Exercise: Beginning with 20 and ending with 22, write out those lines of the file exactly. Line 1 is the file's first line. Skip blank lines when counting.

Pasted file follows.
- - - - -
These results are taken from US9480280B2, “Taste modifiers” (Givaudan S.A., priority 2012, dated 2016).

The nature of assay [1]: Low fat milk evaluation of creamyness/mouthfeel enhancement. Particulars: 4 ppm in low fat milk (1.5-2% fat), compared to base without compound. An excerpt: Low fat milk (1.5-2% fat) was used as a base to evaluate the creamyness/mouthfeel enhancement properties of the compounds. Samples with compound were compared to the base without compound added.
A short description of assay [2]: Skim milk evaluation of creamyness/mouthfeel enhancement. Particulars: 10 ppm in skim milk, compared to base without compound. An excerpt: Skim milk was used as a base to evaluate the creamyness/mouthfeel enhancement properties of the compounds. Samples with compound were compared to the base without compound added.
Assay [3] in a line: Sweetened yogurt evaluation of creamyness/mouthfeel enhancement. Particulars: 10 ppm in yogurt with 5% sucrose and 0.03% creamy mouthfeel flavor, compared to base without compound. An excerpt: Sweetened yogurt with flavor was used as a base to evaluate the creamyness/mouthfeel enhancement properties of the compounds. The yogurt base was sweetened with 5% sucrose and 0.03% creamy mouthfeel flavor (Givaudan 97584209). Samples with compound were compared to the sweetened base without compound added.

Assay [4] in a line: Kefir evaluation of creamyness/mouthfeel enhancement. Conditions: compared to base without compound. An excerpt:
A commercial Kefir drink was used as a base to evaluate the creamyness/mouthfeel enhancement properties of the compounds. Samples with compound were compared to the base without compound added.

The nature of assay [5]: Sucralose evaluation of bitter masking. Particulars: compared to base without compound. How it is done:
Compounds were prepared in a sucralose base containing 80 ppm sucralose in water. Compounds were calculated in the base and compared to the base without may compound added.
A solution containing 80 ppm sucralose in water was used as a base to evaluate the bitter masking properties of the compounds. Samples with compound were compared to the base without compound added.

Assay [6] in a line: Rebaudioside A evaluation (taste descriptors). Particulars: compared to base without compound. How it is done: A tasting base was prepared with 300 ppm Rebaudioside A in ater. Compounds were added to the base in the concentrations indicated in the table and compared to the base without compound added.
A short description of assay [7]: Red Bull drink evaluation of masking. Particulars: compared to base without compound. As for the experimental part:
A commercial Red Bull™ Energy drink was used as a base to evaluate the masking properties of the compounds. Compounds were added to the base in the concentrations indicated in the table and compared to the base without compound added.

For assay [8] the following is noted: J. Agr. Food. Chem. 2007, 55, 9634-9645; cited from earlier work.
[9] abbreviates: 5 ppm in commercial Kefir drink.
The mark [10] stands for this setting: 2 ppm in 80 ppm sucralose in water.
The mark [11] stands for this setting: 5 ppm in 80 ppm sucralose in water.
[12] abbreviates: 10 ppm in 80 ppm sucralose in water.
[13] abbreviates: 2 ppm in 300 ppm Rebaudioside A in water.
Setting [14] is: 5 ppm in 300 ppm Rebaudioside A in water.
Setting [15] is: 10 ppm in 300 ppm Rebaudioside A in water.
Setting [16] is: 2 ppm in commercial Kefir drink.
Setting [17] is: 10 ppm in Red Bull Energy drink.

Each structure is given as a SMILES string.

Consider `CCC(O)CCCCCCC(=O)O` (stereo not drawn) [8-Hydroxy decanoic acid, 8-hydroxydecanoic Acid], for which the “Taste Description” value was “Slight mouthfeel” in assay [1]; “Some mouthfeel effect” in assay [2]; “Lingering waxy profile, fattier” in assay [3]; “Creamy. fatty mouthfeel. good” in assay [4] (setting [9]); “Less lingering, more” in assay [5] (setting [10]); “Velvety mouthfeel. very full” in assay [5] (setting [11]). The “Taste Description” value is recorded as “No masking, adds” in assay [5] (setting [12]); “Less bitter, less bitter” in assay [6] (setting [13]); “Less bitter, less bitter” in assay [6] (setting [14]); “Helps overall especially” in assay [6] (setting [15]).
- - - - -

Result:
Setting [15] is: 10 ppm in 300 ppm Rebaudioside A in water.
Setting [16] is: 2 ppm in commercial Kefir drink.
Setting [17] is: 10 ppm in Red Bull Energy drink.